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Ambiguity and tacit knowledge in requirements elicitation interviews

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Abstract

Interviews are the most common and effective means to perform requirements elicitation and support knowledge transfer between a customer and a requirements analyst. Ambiguity in communication is often perceived as a major obstacle for knowledge transfer, which could lead to unclear and incomplete requirements documents. In this paper, we analyze the role of ambiguity in requirements elicitation interviews, when requirements are still tacit ideas to be surfaced. To study the phenomenon, we performed a set of 34 customer–analyst interviews. This experience was used as a baseline to define a framework to categorize ambiguity. The framework presents the notion of ambiguity as a class of four main sub-phenomena, namely unclarity, multiple understanding, incorrect disambiguation and correct disambiguation. We present examples of ambiguities from our interviews to illustrate the different categories, and we highlight the pragmatic components that determine the occurrence of ambiguity. Along the study, we discovered a peculiar relation between ambiguity and tacit knowledge in interviews. Tacit knowledge is the knowledge that a customer has but does not pass to the analyst for any reason. From our experience, we have discovered that, rather than an obstacle, the occurrence of an ambiguity is often a resource for discovering tacit knowledge. Again, examples are presented from our interviews to support this vision.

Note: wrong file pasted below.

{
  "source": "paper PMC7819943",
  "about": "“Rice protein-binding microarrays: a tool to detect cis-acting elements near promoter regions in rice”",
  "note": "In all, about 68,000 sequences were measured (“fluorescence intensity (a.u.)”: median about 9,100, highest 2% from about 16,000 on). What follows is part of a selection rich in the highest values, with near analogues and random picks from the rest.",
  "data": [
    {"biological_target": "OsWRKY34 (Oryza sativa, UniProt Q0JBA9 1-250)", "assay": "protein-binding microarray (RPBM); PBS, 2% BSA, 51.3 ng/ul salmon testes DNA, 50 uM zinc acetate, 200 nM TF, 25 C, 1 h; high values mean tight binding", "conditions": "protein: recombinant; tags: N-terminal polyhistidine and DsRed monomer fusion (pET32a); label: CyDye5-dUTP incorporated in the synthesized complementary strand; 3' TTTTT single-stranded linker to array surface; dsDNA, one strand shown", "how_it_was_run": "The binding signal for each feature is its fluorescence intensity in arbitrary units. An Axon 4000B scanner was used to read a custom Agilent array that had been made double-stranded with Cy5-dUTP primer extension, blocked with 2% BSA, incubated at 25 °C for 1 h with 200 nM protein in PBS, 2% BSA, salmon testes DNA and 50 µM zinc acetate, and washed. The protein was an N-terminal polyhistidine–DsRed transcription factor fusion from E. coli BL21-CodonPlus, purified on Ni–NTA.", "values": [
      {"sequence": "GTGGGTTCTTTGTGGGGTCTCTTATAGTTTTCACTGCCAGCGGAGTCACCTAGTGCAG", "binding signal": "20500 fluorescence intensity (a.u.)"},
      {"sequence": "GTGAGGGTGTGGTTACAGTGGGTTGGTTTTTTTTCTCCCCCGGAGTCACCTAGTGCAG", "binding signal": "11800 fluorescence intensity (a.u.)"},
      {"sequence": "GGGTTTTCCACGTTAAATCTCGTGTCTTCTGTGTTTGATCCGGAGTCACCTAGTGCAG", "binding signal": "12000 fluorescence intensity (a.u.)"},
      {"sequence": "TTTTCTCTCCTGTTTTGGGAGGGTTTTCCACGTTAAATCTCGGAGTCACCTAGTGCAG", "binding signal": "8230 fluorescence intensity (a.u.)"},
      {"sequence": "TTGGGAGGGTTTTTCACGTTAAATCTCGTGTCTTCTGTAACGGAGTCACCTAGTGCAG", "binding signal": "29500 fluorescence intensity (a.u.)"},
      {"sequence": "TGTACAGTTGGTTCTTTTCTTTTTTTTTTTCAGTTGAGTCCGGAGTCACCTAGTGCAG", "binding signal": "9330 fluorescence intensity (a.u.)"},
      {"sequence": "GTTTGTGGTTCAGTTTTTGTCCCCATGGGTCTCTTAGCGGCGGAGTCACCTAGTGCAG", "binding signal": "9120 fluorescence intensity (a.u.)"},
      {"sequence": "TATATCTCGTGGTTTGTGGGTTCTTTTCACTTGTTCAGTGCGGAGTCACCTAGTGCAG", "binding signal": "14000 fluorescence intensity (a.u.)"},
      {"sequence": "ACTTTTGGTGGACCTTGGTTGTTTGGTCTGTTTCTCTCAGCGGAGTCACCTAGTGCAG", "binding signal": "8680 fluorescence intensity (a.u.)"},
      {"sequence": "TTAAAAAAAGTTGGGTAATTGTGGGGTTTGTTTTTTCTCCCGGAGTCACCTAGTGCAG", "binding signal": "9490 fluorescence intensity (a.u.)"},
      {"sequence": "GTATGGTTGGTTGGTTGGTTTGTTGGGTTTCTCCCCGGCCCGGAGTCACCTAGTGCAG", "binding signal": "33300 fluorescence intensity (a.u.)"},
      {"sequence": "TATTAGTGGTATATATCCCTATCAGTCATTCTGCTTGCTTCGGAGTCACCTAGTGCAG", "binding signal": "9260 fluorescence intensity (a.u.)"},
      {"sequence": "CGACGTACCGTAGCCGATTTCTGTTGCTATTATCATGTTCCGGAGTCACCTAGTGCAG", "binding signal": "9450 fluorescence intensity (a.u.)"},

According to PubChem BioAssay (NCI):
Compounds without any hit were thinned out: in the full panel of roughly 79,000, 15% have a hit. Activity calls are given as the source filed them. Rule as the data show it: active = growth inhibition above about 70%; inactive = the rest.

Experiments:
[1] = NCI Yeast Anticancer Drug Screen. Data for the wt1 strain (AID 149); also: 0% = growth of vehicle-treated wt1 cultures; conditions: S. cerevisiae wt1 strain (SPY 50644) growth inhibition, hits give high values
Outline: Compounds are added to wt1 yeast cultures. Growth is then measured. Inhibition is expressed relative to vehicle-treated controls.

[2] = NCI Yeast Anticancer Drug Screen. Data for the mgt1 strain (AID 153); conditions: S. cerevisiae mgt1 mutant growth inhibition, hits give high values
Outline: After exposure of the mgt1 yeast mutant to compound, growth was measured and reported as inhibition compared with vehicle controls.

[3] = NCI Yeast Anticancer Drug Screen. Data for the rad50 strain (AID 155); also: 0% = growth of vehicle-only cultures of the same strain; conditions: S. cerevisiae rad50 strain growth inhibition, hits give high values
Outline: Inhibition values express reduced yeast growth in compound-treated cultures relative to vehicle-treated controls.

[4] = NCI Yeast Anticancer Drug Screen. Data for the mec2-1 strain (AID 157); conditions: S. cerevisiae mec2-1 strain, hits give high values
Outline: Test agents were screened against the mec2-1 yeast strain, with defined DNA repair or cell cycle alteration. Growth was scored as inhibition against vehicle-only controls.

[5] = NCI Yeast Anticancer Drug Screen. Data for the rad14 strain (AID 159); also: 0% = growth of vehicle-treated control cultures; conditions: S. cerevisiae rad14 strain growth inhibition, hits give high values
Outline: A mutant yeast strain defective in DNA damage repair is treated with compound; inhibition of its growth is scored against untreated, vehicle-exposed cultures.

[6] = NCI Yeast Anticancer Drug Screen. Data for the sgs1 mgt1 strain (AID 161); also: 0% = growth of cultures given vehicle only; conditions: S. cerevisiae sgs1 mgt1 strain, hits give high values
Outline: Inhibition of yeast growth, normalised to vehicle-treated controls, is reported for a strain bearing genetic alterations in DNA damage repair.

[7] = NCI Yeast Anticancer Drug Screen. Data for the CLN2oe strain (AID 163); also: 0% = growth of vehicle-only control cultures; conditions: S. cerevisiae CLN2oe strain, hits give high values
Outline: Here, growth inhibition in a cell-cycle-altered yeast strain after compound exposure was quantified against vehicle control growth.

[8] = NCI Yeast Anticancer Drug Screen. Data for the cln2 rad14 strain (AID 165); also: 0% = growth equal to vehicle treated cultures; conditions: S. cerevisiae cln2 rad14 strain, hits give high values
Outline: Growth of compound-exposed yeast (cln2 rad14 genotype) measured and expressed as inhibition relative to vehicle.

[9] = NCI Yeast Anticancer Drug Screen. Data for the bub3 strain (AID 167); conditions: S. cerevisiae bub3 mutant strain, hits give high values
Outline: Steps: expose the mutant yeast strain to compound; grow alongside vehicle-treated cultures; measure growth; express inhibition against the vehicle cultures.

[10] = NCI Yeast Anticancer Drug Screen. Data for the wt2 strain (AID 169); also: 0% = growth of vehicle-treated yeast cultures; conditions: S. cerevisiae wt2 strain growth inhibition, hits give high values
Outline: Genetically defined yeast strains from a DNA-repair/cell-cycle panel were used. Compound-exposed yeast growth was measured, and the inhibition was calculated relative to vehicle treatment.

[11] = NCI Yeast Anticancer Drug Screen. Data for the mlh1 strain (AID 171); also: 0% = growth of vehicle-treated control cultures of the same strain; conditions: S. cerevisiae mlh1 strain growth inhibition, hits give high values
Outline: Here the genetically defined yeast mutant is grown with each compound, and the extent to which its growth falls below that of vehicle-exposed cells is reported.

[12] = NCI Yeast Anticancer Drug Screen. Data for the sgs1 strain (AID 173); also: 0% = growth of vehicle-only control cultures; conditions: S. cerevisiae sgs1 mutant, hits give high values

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Notes

  1. Three professionals in different subfields, namely Bio-medical Devices, Heath-care Management and General Medicine.

  2. For example, one of the goals of the General Medicine domain is to provide treatments for the patients. A system whose goal is to support a physician in the diagnosis of a disease (as, e.g., in Example 3.3) only contributes to the domain goal of treating the patients. Satisfying this domain goal requires other sub-goals to be addressed (e.g., selecting medications), which are outside the scope of the system.

  3. Gervasi et al. [28] have i refer to the whole interview. Here, i is associated with the specific piece of the interview (i.e., the speech fragment) in which k is articulated.

  4. The speech fragment in this example could be seen as inconsistent with the commonsense knowledge of the analyst. However, deciding whether something is commonsense knowledge or domain knowledge is arguable. For this reason, we adopted the convention that any ambiguity that is driven by different views of the domain shall be apportioned to the domain knowledge dimension.

  5. We do not show the different sub-categories, to give evidence of the dominance of the domain component with respect to the other types of unclarity.

  6. This latter case is only speculative, since we were not able to see these cases in practice.

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Acknowledgments

The authors would like to thank Daniel M. Berry for his precious recommendations and all the anonymous reviewers who helped improving this paper. This work was partially supported by the LearnPAd FP7-ICT-2013.8.2 European Project.

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Ferrari, A., Spoletini, P. & Gnesi, S. Ambiguity and tacit knowledge in requirements elicitation interviews. Requirements Eng 21, 333–355 (2016). https://doi.org/10.1007/s00766-016-0249-3

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